Evaluation of Ambulance Based Troponin Measurements: A Feasibility and Impact Pilot Study of the Utility of pre-Hospital POC Testing of Cardiac Biomarkers on Patients Presenting with Acute Chest Pain

Barry Bluestein, Susan Scotland, Gordon Nicoll, K. Barclay, Dongwoo Kim, Phillip Lunts, Colin Baxter, George Miller, George Crooks (Editor)

Research output: Book/ReportOther report

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This final report is a Summary of a Phase 1 Program to determine the feasibility and logistics of performing Cardiac Biomarker measurements in the ambulance setting with paramedics. Specifically the report presents the findings and a list of recommendations relative to the measurement of cardiac TnI (cTnI) from patients presenting with chest pain prior to and during transit to a primary care hospital (Borders General Hospital-BGH) via the Scottish Ambulance Service. (SAS). The immunoassay system used to quantitatively determine cTnI was the Samsung LABGEOIB10 (BCA-IB10). While patients presenting with chest pain suggestive of myocardial infarction (MI) can be diagnosed by paramedics almost immediately via 12 lead ECG telemetry, that subset of patients with no significant and persistent ST segment elevation (NSTEMI) or normal ECG are not eligible for administration of thrombolytic agents and are routinely dispatched according to the current chest pain pathway to the Borders General Hospital in Melrose. STEMI patients are immediately rerouted to a secondary or tertiary hospital with interventional cardiology capability to perform angiography, PCI or more complicated procedures to identify and resolve cardiac ischemia (Royal Infirmary of Edinburgh). Patients with NSTEMI or acute coronary syndrome (ACS) require, as part of their differential diagnosis, at least 1 elevated concentration of cTnI which may include serial measurements if the initial concentration is near or just below the designated cut –off, usually defined as the 99th percentile concentration of an apparently healthy reference population. Every cTnI assay establishes it’s own cut point and they may vary significantly. Elevated cTnI levels correlate with the risk of mortality, MI or increased probability of ischemic events, requiring urgent revascularization. The recently published Third Universal Definition of Myocardial Infarction approved by an International Task Force endorsed by the European Society of Cardiology (ESC), American College of Cardiology Federation (ACCF), World Heart Federation (WHF) and the American Heart Association (AHA) requires at least one elevation of cTnI above the 99 percentile of a reference population (Table 1) with 2-3 samples taken over a period up to 12 h. Several previous studies using quantitative point of care devices (POC) in the Emergency Department have demonstrated total turn around times (TAT) of 30 minutes or less compared to cTnI report times from the central lab of > 1 h.2 One such study found a TAT reduction of 50-60% in both urban and community based hospitals for reporting ED cardiac marker test results compared to cTnI results reported submitted to the laboratory. A more recent report from a randomized study comprising 6 ED departments in the UK ,with approximately 1130 patients in each arm (ED cardiac marker testing compared to standard laboratory based reporting), was undertaken to assess the possibility of earlier dismissal from the hospital compared to the current National Institute for Health and Clinical Excellence guidelines of 10-12 h3 The RATPAC (Randomized Assessment of Treatment using a Panel Assay of Cardiac Markers) protocol was based on POC testing at presentation and a second test 90 minutes later. Main outcome measures for RATPAC were: * Successful discharge by 4 hr after attendance -32% vs 13% (rapid rule out); * Reduced median length of initial hospital stay; * Greater use of coronary care unit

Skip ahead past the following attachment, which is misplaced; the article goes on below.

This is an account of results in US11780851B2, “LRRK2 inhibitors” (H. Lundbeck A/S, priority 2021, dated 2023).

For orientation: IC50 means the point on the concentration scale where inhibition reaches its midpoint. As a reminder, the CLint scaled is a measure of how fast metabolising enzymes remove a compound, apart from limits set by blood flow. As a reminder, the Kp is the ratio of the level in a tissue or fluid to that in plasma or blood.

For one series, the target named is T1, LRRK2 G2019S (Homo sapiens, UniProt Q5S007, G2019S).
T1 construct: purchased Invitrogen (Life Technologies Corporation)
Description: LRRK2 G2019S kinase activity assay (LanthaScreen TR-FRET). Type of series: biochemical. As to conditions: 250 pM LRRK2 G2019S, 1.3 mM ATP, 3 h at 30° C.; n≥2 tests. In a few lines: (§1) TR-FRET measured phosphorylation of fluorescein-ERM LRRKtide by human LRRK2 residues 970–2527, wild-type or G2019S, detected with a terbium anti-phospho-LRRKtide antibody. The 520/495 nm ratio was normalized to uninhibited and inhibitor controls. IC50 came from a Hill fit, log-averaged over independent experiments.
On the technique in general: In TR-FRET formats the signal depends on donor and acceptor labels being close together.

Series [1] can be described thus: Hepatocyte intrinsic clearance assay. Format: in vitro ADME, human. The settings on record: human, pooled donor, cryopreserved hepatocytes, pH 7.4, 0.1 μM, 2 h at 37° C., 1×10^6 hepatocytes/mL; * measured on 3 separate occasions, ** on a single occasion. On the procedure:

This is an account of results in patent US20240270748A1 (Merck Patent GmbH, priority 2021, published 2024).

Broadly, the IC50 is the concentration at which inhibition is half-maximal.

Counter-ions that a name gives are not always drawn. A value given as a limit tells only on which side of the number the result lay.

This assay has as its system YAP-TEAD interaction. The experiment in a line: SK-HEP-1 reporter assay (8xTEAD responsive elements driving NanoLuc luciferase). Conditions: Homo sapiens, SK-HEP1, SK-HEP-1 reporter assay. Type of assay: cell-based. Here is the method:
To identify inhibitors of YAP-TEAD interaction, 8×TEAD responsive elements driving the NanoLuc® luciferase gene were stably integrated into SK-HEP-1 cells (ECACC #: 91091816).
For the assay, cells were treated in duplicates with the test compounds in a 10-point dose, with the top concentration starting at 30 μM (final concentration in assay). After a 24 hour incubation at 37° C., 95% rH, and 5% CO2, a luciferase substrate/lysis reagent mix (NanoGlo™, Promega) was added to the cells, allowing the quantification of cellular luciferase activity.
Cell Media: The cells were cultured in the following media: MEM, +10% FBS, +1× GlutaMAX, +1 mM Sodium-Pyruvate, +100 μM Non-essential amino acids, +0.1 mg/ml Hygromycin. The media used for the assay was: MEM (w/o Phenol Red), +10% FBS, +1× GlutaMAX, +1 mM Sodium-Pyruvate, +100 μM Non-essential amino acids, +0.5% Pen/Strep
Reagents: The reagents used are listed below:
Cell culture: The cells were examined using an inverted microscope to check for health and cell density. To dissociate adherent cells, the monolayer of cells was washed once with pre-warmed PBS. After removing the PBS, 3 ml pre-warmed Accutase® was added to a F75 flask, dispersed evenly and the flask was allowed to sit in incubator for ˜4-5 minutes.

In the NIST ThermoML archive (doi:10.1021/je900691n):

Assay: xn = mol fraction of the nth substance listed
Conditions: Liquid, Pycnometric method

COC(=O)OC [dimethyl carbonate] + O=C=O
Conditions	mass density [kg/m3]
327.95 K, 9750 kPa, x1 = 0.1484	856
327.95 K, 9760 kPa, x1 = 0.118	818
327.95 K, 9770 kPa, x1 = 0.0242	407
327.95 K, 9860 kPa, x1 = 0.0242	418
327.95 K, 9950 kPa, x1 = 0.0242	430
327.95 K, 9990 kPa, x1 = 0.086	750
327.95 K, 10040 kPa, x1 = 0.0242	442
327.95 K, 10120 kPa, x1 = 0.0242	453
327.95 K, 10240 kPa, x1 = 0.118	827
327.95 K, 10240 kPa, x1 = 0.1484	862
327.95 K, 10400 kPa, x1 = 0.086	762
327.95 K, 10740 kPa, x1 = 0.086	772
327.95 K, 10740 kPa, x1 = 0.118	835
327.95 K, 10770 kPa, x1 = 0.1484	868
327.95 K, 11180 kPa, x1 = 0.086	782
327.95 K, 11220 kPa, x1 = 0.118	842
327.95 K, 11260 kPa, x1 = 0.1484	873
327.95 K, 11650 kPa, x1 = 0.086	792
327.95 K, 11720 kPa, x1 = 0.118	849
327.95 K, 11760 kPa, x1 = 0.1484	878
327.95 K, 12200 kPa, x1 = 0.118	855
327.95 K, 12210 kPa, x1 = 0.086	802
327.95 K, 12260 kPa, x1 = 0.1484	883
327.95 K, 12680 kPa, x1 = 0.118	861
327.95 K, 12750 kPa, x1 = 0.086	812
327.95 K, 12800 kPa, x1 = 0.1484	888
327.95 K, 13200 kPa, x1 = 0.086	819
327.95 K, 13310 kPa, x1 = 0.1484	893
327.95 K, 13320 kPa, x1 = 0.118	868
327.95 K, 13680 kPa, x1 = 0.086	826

Original languageEnglish
Place of PublicationGlasgow
PublisherUniversity of Strathclyde
Number of pages33
Publication statusPublished - 7 Jun 2013


  • cardiac biomarkers
  • cardiac TnI (cTnI)
  • myocardial infarction (MI)
  • chest pain
  • quantitative point of care devices (POC)
  • digital health


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